The Spoken Word vs. The Written Word

The Spoken Word

I've been writing about lectio divina this week, as part of my next book project on Reading for the Common Good.  I'm fascinated by the early monastic practice of (almost always) reading aloud, which not only was common practice in that day, but also served to engage the body as well as the mind in learning and meditating upon scripture.  As part of my research, I encountered the following passage from Eugene Peterson's Eat this Book.I had never really thought about how important the spoken word is and how the written word is a reduction of the spoken word, eliminating such important c … [Read more...]

The Parable of the Old Runner

OldRunner

There's an old runner I know who recently shared a story that I think will be helpful for churches that desire to be healthy. (Actually, it probably would be helpful for all communities: neighborhoods, other faith communities, etc., but this is the Slow CHURCH blog after all and our audience here is mostly Christian).  The Old Runner realized earlier this year that after over a decade of pretty-much-not-running, he had grown fat and out-of-shape. So, he worked hard for several months, and started running regularly, and felt himself getting back into decent shape, and worked up to … [Read more...]

Jen Pollock Michel – Teach us to Want [Patheos Book Club]

Teach-Us-to-Want-Cover1-140x210

 [ This post is part of the Patheos Book Club discussion of Teach Us to Want ]Teach Us to Want: Longing, Ambition, and the Life of Faith Jen Pollock Michel IVP Books, 2014In her debut book, Jen Pollock Michel offers us an exquisite meditation on what it means to be human, to walk the tightrope between dismissing our desires as evil and wholly abandoning ourselves to them. Teach us to Want is a compelling mix of personal narrative and biblical reflection that ever-so-gently nudges us into deeper contemplation of our desires, the God who created us to desire and the ends towards which … [Read more...]

Celebrate Interdependence Day 2014!

Starry_Starry_Night

7 Essential Books for Understanding Interdependence as Christians  I've recently read Fred Lehr's book on Clergy Burnout.  What's striking about this book is that he describes burnout not simply as function of unhealthy clergy, but as a codependent relationship between pastor(s) and laity. Congregations that expect their pastors to over-perform are often enabled to do less work than we have been called to do as members of Christ’s Body. Lehr also suggests that the journey from unhealthy congregations to healthy ones is marked by a shift in the clergy/laity relationship from co … [Read more...]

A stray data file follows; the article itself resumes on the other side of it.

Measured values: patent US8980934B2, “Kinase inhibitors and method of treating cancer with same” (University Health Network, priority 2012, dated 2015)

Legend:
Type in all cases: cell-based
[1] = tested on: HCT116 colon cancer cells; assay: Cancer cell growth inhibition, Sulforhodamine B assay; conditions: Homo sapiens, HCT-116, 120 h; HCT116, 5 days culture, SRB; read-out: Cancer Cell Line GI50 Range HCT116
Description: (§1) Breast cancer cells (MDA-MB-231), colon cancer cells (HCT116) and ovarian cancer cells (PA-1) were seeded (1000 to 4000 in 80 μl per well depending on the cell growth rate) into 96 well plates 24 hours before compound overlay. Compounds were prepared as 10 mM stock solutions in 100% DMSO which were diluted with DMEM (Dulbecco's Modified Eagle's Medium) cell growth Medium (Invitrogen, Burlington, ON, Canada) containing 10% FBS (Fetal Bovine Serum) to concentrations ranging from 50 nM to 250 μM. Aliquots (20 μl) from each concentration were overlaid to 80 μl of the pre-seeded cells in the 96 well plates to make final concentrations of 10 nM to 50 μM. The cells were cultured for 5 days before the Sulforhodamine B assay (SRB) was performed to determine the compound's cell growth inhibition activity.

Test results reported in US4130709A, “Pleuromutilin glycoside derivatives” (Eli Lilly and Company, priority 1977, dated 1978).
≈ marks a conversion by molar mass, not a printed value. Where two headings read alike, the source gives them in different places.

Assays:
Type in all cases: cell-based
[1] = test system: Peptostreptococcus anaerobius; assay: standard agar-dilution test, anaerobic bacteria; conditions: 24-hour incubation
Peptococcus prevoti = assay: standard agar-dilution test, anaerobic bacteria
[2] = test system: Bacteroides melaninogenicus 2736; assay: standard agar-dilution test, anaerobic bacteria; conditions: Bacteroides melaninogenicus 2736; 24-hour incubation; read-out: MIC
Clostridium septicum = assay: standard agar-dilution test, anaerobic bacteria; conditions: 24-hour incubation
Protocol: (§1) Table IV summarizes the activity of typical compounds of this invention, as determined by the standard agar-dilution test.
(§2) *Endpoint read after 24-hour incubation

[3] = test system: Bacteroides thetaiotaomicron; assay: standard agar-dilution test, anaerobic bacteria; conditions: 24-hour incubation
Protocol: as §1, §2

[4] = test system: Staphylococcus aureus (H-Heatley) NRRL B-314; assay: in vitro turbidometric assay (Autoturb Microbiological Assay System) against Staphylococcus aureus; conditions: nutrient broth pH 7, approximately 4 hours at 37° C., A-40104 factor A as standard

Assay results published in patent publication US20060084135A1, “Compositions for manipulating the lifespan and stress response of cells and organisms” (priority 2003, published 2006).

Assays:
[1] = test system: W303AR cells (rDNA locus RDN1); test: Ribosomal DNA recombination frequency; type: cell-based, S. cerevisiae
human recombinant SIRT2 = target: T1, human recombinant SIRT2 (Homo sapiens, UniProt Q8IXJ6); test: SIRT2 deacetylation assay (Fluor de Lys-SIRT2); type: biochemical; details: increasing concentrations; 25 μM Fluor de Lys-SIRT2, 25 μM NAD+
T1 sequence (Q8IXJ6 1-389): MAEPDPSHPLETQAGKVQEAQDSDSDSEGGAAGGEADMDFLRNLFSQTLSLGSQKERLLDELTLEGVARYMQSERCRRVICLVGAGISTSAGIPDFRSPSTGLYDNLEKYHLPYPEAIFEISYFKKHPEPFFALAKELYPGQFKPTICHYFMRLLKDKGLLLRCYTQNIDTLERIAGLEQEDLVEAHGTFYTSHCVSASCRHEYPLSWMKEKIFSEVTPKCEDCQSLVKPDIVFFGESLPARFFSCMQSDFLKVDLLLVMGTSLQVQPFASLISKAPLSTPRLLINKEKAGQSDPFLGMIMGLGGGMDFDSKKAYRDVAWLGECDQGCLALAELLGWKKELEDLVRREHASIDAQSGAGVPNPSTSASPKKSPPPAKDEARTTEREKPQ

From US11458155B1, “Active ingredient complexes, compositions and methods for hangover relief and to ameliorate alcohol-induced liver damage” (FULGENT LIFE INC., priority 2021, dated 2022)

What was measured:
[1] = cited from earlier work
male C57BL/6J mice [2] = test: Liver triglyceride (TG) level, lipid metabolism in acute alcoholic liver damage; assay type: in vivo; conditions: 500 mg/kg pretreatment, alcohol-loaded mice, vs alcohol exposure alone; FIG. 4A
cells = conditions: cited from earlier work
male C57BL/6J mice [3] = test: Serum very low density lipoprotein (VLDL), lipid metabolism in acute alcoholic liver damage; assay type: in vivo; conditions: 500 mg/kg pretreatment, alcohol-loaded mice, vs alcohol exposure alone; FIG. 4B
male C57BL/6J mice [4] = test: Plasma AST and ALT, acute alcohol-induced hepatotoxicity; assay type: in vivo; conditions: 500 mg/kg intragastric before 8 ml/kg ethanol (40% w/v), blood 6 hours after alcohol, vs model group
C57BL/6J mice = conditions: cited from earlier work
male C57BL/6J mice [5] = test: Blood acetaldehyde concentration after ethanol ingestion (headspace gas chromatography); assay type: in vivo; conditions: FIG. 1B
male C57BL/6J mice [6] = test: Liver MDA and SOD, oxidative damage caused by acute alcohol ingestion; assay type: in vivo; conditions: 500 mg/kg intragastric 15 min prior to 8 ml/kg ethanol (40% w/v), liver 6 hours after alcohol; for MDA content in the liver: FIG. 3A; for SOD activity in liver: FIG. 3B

Christian Witness: Reconciling contemplation and action.

AM-AV

There's a group of us at Englewood that have been working our way through Alasdair MacIntrye's important book After Virtue.  Although I first read the book over a decade ago, it has been good to have the opportunity to return to it again, and to realize the ways that Slow Church was profoundly shaped by it.For instance we recently read this passage from the end of Chapter 5: Abstract changes in moral concepts are always embodied in real, particular events.  ... There ought not to be two histories, one of political and moral action and one of political and moral theorizing, because there w … [Read more...]

In Sickness and in Health – Guest Post by Justin McRoberts

McBob

One of the wonderful things that happened at The Festival of Faith and Writing last month was that I had the opportunity to meet singer/songwriter Justin McRoberts.  We had some good conversations, and he was very interested in Slow Church. Justin recently wrote a wonderful book entitled CMYK: The Process of Life Together -- which I read in one sitting this past weekend! -- and which I hope to review very soon for The Englewood Review of Books. He recently sent me an excerpt from this book that is very pertinent to Slow Church, and I am delighted to share it with you here.Be sure to check … [Read more...]

The Big Table – Living in the Diversity of God’s People

BigTable

One of the things that pains me most is the acerbity with which Christians of diverse perspectives treat one another: the mocking, the name-calling, the refusal to talk civilly or to work together.  Since early on in the development of this Slow Church project, I have had an intuition that the act of slowing down and being attentive to those around us might be important baby steps in the direction of narrowing the deep chasms that divide the Body of Christ today.  One of the most exciting things about the recent Slow Church conference was the vast theological diversity of the participants: f … [Read more...]


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